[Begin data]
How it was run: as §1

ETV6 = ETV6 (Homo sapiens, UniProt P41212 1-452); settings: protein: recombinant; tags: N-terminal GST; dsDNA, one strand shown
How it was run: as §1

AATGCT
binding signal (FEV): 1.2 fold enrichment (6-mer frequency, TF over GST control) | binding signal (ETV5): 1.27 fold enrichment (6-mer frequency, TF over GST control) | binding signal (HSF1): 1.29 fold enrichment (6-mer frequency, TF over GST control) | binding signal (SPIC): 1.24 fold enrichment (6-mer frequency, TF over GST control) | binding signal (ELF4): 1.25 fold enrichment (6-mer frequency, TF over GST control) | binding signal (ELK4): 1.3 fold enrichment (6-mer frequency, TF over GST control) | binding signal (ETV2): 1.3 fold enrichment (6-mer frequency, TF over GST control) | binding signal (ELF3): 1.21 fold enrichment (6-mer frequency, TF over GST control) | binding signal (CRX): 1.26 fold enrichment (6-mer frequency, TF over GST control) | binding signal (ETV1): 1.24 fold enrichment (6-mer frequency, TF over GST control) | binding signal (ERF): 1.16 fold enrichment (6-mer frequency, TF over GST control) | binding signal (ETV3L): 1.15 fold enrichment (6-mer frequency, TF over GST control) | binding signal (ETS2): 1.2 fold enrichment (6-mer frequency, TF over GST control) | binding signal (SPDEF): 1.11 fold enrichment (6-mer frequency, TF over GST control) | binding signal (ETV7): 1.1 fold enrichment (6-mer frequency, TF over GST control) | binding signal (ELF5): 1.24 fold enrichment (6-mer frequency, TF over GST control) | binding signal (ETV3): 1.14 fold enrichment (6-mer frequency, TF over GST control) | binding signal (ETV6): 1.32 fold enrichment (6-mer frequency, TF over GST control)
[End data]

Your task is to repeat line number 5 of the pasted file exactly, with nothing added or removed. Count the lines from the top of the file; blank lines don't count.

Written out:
binding signal (FEV): 1.2 fold enrichment (6-mer frequency, TF over GST control) | binding signal (ETV5): 1.27 fold enrichment (6-mer frequency, TF over GST control) | binding signal (HSF1): 1.29 fold enrichment (6-mer frequency, TF over GST control) | binding signal (SPIC): 1.24 fold enrichment (6-mer frequency, TF over GST control) | binding signal (ELF4): 1.25 fold enrichment (6-mer frequency, TF over GST control) | binding signal (ELK4): 1.3 fold enrichment (6-mer frequency, TF over GST control) | binding signal (ETV2): 1.3 fold enrichment (6-mer frequency, TF over GST control) | binding signal (ELF3): 1.21 fold enrichment (6-mer frequency, TF over GST control) | binding signal (CRX): 1.26 fold enrichment (6-mer frequency, TF over GST control) | binding signal (ETV1): 1.24 fold enrichment (6-mer frequency, TF over GST control) | binding signal (ERF): 1.16 fold enrichment (6-mer frequency, TF over GST control) | binding signal (ETV3L): 1.15 fold enrichment (6-mer frequency, TF over GST control) | binding signal (ETS2): 1.2 fold enrichment (6-mer frequency, TF over GST control) | binding signal (SPDEF): 1.11 fold enrichment (6-mer frequency, TF over GST control) | binding signal (ETV7): 1.1 fold enrichment (6-mer frequency, TF over GST control) | binding signal (ELF5): 1.24 fold enrichment (6-mer frequency, TF over GST control) | binding signal (ETV3): 1.14 fold enrichment (6-mer frequency, TF over GST control) | binding signal (ETV6): 1.32 fold enrichment (6-mer frequency, TF over GST control)